ABUJA, Nigeria (AP) — More than 20 people are reported dead after an explosion at a shopping mall in Nigeria's capital of Abuja (ah-BOO'-juh). It's the latest in a series of violent attacks blamed on Islamic extremists. Two separate explosions in the capital in April killed more than 120 people and wounded about 200 at a busy bus station.
BAGHDAD (AP) — Iraqi police and hospital officials say a suicide bomber has struck at an outdoor market south of Baghdad, killing 13 people and wounding 25. No one claimed responsibility for the attack but it bore the hallmarks of Sunni militants who have for years targeted security forces and Shiite civilians. The attack is certain to further stoke sectarian tensions in Iraq, and particularly in Baghdad, as the Shiite-led government struggles to come up with a military response to this month's blitz across the north and west of the country by Sunni militants.
DENVER (AP) — A federal appeals court says states must allow gay couples to marry. The court in Denver found that the Constitution protects same-sex relationships. It brings the battle over same-sex marriages a step closer to the Supreme Court. Meanwhile, the court clerk in Indiana's Marion County has started issuing marriage licenses to same-sex couples. A federal judge today struck down the state's ban on same-sex marriages -- allowing those weddings to take place immediately.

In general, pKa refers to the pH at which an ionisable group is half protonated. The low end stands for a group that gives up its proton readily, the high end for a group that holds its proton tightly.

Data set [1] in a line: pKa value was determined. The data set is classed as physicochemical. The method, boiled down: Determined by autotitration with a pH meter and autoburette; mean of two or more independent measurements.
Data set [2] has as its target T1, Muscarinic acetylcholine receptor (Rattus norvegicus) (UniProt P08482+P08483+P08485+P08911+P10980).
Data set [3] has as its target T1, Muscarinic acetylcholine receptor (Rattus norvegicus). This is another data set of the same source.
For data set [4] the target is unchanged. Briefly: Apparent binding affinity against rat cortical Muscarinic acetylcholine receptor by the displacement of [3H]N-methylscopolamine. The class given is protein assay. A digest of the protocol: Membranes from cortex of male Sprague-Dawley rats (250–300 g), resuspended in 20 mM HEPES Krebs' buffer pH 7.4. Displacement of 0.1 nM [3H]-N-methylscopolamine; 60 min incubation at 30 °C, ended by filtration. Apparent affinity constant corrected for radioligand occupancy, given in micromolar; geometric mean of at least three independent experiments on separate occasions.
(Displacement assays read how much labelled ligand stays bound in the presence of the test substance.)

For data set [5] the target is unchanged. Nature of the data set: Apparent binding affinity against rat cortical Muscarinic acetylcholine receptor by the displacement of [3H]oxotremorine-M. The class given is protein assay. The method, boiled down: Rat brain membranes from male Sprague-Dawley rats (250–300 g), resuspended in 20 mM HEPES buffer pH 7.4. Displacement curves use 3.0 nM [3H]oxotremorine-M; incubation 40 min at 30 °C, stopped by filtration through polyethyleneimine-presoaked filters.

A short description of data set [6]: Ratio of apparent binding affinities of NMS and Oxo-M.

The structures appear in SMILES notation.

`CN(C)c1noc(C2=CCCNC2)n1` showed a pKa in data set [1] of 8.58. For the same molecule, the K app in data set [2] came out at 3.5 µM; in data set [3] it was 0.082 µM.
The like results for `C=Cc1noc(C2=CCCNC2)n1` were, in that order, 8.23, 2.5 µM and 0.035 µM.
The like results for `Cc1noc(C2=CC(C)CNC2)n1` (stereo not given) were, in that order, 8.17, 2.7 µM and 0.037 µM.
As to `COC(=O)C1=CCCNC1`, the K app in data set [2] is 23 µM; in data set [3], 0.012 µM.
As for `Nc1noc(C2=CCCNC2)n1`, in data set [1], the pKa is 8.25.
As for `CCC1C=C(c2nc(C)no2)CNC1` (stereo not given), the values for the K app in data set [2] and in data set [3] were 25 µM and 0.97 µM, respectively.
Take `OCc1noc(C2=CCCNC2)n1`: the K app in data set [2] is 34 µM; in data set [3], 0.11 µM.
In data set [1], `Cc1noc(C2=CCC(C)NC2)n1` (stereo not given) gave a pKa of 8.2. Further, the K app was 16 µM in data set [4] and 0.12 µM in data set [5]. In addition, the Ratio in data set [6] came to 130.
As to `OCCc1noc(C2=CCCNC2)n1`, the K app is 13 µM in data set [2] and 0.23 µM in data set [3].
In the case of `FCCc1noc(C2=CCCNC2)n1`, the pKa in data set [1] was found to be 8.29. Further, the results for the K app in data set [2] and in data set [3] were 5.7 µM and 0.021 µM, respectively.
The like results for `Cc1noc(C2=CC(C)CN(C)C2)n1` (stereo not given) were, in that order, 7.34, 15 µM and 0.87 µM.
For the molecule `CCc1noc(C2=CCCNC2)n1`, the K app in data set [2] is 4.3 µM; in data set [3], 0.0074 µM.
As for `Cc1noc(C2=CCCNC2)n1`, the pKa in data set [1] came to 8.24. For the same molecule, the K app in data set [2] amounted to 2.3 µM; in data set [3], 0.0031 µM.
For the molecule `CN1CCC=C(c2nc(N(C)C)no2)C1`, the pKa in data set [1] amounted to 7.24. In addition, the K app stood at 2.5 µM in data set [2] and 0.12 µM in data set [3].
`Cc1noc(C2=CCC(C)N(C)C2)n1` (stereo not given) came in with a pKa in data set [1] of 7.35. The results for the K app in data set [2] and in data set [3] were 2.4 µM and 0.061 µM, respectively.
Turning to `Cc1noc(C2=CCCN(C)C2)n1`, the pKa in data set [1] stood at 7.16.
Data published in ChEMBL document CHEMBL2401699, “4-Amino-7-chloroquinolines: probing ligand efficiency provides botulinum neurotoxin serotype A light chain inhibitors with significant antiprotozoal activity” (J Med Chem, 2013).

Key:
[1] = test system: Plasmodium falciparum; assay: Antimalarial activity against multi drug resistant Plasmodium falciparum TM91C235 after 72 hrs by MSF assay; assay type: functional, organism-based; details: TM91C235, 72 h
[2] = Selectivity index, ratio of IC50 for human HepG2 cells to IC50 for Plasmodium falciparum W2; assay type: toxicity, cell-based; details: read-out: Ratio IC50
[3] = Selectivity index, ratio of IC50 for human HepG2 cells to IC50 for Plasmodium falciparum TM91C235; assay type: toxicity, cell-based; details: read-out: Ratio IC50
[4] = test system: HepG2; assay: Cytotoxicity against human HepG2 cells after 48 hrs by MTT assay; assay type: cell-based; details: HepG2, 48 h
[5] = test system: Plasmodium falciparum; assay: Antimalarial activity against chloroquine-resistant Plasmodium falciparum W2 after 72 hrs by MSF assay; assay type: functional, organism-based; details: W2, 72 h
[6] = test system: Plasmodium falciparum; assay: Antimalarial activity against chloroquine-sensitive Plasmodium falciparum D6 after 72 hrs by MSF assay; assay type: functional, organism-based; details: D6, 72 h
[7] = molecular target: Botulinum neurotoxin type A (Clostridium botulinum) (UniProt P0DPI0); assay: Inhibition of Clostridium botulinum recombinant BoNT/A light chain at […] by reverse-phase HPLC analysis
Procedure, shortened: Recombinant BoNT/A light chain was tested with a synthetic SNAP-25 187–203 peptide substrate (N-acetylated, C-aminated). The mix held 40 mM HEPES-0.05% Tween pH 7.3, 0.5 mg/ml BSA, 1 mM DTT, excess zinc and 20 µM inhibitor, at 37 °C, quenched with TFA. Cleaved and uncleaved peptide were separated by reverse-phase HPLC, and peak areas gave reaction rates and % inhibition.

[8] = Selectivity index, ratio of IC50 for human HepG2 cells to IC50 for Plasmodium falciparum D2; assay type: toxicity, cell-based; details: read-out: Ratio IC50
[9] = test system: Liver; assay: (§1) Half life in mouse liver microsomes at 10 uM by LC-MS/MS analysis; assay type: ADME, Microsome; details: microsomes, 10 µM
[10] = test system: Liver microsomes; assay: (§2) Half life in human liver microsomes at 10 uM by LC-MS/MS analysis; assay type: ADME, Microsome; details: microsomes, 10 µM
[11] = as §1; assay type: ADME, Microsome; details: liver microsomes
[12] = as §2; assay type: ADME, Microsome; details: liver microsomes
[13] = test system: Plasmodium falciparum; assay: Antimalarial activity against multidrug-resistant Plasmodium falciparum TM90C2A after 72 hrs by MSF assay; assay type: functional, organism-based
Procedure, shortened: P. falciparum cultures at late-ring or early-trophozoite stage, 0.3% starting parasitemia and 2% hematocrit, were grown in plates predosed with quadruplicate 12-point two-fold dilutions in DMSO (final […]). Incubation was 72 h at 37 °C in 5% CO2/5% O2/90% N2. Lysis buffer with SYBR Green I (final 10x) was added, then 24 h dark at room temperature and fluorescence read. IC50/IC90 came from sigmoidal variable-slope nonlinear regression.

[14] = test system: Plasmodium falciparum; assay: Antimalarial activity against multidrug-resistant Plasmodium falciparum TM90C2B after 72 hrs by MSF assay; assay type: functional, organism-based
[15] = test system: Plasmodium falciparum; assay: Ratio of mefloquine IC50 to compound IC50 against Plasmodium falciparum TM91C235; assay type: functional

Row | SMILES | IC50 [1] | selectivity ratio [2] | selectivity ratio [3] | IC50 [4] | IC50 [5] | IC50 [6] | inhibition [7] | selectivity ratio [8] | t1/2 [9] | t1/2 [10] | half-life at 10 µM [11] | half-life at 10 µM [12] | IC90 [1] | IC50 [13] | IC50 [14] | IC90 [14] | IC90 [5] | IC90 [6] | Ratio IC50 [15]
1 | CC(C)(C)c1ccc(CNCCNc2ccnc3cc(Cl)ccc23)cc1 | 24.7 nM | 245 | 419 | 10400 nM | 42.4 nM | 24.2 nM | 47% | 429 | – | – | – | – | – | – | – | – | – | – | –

WASHINGTON (AP) — One private economist says there's plenty of evidence that the first quarter of the year was just a "temporary setback" for the economy. Stuart Hoffman of PNC Financial says the economy appears to be "climbing out of the hole" now. Today's report that the economy shrank at a steep annual rate of 2.9 percent in the first quarter is being taken in stride on Wall Street, where stocks have been moderately higher in afternoon trading.
WASHINGTON (AP) — House Speaker John Boehner (BAY'-nur) says he intends to file a lawsuit accusing President Barack Obama of failing to carry out the laws passed by Congress. The suit would be filed on behalf of the Republican-controlled House. Boehner provided no details of the claims to be made in the suit. Republicans have accused Obama of selectively enforcing the health care law that bears his name, and doing the same with immigration legislation.
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